The initiate is a family business as Mr Kafwanka notes. “My siblings hold posts in management. My brother Travis who was responsible for acquiring the loan is the chief executive officer; the Youth Investment Trust of Zambia (YAPYA) being our funders and UNICEF is coming on board to provide support too,” he explains.

The company’s main products are wood briquette, charcoal briquette and bio-fuel and that it produces about six tones plus per eight hour shift. The products are used as fuels to provide energy. The wood briquette is used by industries, mines, hospitality businesses to heat boilers, furnaces and stoves etc as well as barbeques for flame grilled meat, whereas the charcoal briquette is used for household cooking, heating etc with an added advantage which is they last longer, burn with lots of energy and the best part of it all it produces no smoke or fumes and the ash content is minimal-can be used as lime.

The process of recycling saw dust is that when it is collected from sawmills it is brought to the plant for processing which is sieving then its dried to reach the favorable moisture content then its heated and compressed into a wood briquette. Stage two, after the manufacture of the wood briquette its then put in a carbonization kiln for a specific time to carbonize into charcoal.

How then is the project helping in mitigating climate change in Zambia? Mr Kafwanka explains that first of all through the initiative, trees would be saved which means there would no carbon emissions to be emitted into the atmosphere meaning global warming shall also cease. This action will entail that the rainfall patterns would be on schedule and the agriculture sector being a cornerstone of Zambia’s economy would greatly improve and in turn stabilize the economy. With a stabilised economy, poverty levels would be reduced and more jobs would be created thereby equipping citizens with purchasing power. Therefore the sky is the limit to what this project would unfold through the mitigation of climate change in Zambia. His company collects its saw dust from timber and wood processors who are the saw-millers.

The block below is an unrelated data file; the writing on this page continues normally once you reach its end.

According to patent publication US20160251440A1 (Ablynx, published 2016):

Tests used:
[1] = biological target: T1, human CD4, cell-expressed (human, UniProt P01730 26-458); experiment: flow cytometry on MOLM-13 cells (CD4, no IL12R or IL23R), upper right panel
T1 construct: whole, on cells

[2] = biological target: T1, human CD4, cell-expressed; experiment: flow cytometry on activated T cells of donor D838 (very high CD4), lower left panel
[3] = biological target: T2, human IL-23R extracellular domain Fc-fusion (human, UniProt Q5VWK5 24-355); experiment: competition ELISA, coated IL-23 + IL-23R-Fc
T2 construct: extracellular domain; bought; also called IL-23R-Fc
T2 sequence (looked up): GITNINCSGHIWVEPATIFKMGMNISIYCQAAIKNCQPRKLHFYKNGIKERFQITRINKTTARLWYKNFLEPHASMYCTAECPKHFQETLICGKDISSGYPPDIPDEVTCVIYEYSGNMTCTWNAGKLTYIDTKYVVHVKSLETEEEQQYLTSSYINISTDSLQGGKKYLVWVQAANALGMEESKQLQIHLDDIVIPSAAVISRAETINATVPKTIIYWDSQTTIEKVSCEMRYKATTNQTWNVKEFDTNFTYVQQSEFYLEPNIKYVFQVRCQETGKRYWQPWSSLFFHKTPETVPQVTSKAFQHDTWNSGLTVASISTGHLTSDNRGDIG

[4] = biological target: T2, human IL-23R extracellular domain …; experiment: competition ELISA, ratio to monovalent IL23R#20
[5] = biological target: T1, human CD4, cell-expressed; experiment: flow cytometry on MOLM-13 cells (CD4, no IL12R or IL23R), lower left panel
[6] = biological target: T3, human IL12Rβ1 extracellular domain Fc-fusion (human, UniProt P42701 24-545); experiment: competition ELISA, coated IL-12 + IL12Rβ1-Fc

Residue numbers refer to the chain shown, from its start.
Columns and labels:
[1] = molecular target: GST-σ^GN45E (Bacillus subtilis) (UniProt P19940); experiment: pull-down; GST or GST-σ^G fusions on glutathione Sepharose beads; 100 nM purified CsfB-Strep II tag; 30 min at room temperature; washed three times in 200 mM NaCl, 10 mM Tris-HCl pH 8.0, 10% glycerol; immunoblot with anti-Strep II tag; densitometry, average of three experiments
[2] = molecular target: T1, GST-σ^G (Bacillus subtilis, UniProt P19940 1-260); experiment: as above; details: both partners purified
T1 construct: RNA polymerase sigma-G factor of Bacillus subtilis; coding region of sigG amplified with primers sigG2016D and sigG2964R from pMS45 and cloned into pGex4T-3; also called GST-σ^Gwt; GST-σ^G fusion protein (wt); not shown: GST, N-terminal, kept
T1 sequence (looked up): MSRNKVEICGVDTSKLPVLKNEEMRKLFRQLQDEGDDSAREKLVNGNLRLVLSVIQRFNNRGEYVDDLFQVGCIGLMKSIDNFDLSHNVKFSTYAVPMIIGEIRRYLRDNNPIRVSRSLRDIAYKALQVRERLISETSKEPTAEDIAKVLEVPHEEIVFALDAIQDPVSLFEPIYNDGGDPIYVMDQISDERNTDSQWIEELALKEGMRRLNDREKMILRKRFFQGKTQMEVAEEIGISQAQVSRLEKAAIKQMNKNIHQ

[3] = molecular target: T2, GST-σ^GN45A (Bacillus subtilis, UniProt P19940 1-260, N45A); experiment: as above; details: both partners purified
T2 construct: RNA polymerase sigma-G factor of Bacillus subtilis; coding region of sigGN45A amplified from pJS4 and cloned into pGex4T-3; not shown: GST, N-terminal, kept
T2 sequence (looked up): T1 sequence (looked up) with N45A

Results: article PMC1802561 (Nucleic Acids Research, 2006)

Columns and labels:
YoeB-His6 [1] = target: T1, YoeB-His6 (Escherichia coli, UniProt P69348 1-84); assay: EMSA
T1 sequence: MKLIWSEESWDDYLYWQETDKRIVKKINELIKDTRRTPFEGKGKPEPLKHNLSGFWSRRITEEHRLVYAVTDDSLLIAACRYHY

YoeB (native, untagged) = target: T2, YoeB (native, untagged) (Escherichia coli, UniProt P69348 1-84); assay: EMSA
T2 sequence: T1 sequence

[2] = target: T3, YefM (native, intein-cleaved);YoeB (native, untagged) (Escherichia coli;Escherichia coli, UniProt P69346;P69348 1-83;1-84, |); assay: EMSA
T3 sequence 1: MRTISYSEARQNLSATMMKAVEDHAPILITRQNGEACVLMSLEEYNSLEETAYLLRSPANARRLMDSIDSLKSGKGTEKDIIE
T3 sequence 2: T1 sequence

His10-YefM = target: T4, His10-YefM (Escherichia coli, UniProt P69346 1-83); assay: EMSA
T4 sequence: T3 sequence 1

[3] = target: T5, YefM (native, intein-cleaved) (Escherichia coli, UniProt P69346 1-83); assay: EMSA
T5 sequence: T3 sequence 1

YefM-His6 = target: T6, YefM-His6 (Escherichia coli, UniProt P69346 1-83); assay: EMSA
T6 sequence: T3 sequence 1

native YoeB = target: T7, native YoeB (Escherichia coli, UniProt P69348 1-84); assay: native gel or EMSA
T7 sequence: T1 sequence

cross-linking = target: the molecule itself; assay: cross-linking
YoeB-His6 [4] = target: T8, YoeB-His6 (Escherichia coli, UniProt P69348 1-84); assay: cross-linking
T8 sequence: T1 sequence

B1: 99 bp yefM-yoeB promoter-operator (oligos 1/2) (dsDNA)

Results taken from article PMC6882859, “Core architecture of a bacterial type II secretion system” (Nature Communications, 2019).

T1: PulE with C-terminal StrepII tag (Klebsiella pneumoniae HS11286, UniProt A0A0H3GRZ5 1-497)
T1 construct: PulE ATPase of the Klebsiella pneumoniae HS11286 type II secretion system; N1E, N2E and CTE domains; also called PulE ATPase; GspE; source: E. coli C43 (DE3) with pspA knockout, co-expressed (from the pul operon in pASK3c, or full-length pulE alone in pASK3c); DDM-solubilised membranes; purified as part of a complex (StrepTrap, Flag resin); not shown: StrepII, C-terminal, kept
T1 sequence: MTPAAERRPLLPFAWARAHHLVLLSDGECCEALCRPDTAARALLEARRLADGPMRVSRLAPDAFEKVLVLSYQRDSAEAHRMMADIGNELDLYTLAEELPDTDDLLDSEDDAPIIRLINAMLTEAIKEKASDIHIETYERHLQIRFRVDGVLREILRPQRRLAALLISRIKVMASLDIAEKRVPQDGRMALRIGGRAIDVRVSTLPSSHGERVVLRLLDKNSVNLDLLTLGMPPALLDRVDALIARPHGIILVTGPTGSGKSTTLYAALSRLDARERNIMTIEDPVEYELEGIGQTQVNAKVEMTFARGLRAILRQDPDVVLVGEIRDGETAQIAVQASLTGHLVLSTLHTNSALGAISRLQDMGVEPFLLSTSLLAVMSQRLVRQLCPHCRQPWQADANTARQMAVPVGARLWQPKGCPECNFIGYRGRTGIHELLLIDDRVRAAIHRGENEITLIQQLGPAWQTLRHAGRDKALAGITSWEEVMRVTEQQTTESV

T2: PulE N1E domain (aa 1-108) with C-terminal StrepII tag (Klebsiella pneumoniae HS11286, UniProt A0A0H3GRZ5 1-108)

The market base for the company include households, hospitality businesses, mines and industries using furnaces’, wood stoves and coal boilers.

How serious then is the issue of climate change in Zambia? Climate change affects regions differently. For Zambia its impacts include increased intensity and frequency of floods and droughts, declining agricultural productivity, reduced hydropower potential altered ecosystems and the spread of vector diseases such as malaria to new areas.

The country is already experiencing some of these impacts as seen from increased flooding and droughts in certain parts the country resulting in damage of agricultural crops, infrastructure such as roads and bridges, and displacements of people with loss of their homes, belongings and livelihoods.

Climate change can thus reverse many of the gains made in various sectors of the national economy, especially efforts aimed at reducing poverty and hunger. It is estimated that by 2015 300,000 poor Zambians would be affected by climate change pushing them far below the poverty datum-line.